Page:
Downton diary: episode 6

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Downton Abbey. Image: ITV.
Downton Abbey. Image: ITV.

Episode six of Downton Abbey is certainly a turning point for the series. The darkness of episodes past has swung back into enjoyable drama, flecked with romance. We say goodbye to one character, and we’re introduced to another. The cycle of ever changing potential romance has been restored.

Central to the downstairs love antics are Daisy, Ivy, Jimmy, and Alfred. Since the last series we’ve watched the Midsummer Night’s Dream-esque situation remain static: Daisy likes Alfred; Alfred likes Ivy; Ivy likes Jimmy who likes her back. In episode six however, things finally change. Ivy realises that Jimmy is a bit of a scoundrel, and Alfred leaves Downton for a culinary opportunity in London. We’re offered a poignant scene of closure between Daisy and Alfred. Yet, when Ivy finally realises that she should have chosen Alfred, it’s too late and he’s already gone. With this plotline drawn to a close, we can expect entirely new downstairs drama next week.

Again this week, we’re subjected to the continual upset in the aftermath of Anna’s rape. Both Bates and Anna are pained every time they look at one another. And knowing that they’re the causes of each other’s hardships further pains them: they’re stuck in a vicious cycle and can’t seem to move on. Especially when Bates casually states at a fancy dinner “I want to murder.” Whatever closure they’ve attempted hasn’t been sufficient. We realise that the assailant must be identified before they can fully return to their old lives.

Episode six does also offer us a bit of fun though. Rebellious cousin Rose organises a band to play at Lord Grantham’s birthday. Interestingly, the band involves a black man named Jack Ross. Some characters are more put off than others at the situation. Carson asks him such questions as whether or not he intends to go to Africa. We’re very satisfied that Mr Ross isn’t at all bothered by the prejudice, however. He’s in fact very confident in himself, averting the potential ‘downcast victim of racism’ persona. Yet, perhaps he’s too confident, as we later discover him kissing Rose. Lady Mary was the only witness to this, and we certainly have yet to see the full repercussion of this event.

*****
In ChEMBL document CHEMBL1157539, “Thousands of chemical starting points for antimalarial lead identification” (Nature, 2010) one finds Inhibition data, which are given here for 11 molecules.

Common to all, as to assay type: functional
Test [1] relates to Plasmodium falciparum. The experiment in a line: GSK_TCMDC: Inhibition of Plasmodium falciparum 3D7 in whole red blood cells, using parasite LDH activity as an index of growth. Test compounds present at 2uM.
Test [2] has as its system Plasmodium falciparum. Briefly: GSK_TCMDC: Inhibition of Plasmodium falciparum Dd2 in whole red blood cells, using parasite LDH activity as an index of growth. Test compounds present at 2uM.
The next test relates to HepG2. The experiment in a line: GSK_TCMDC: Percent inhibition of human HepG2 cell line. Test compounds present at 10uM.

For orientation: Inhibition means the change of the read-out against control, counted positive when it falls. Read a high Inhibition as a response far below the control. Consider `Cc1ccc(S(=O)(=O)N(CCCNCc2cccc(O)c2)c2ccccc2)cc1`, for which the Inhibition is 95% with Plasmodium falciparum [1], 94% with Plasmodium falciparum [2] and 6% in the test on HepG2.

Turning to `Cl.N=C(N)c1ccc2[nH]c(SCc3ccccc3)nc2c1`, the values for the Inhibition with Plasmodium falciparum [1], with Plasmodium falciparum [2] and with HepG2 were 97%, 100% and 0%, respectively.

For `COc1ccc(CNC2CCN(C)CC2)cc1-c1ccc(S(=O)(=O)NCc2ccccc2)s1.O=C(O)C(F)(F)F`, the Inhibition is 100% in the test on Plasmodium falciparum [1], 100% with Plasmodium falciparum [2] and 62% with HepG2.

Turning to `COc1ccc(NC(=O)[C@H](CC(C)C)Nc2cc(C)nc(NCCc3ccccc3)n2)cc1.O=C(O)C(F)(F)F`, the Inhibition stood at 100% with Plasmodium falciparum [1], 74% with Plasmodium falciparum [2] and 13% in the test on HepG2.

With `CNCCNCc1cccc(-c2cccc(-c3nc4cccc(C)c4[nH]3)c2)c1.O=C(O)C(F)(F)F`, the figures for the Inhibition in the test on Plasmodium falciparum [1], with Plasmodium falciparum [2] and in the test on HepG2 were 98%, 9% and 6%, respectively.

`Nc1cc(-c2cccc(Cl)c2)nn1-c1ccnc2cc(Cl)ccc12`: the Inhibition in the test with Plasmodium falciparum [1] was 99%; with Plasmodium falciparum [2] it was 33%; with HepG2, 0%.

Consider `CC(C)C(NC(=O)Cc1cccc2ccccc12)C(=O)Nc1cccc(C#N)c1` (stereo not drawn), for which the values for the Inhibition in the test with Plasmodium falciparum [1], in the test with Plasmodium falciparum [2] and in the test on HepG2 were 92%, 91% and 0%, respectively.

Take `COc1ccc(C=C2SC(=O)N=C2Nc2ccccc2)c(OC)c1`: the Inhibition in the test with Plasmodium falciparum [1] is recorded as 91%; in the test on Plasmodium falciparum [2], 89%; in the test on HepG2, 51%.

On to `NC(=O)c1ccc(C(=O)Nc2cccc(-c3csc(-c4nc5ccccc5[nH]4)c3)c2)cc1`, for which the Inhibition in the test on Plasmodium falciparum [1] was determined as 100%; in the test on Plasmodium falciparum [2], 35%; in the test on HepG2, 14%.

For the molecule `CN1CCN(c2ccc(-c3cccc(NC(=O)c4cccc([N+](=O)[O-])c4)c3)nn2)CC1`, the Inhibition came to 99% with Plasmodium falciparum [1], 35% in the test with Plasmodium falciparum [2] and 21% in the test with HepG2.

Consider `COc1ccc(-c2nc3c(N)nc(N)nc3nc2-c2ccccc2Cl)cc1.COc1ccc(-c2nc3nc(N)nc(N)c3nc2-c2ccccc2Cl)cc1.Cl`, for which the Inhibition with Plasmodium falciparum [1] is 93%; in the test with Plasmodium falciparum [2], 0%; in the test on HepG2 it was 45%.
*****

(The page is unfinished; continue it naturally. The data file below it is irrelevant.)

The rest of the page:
Best Line

“So you must try to be witty tonight, Mr Blake. After that we’ll lower our expectations.”

In one of the series’ recurring themes, we’re introduced to yet another potential suitor for Lady Mary. We’re aware that this time however, it’s different, possibly because Charles Blake doesn’t come in a neat package labeled with ‘potential suitor’. And Blake himself is different as well. He challenges Mary; he engages her in a new and refreshing way, forcing her to examine her feelings about Downton. While the current status of their relationship could be defined as a ‘merry war betwixt them’ (to continue the Shakespeare references), we certainly see potential for something more.

Best Character

Lady Grantham. This episode also sees the return of a sort of rivalry between Lady Grantham and Mrs Crawley. Mrs Crawley berates her about blaming a gardener for the loss of valuables, accusing her of prejudice. Lady Grantham certainly takes the high road though. She apologises to the gardener and permanently rehires him. This admittance of wrongdoing is new for Lady Grantham and displays a definite character progression.

How much are we over Matthew?

Not completely. This episode’s reference to Matthew is minimal but poignant. Mrs Crawley, Branson, and Mary all gather and discuss their lost loves. It signifies that Mary will join the ranks of those who have moved on with their lives. Although her heartbreaking recounting of Matthew’s proposal also reminds us that she can settle for no less in future romance.

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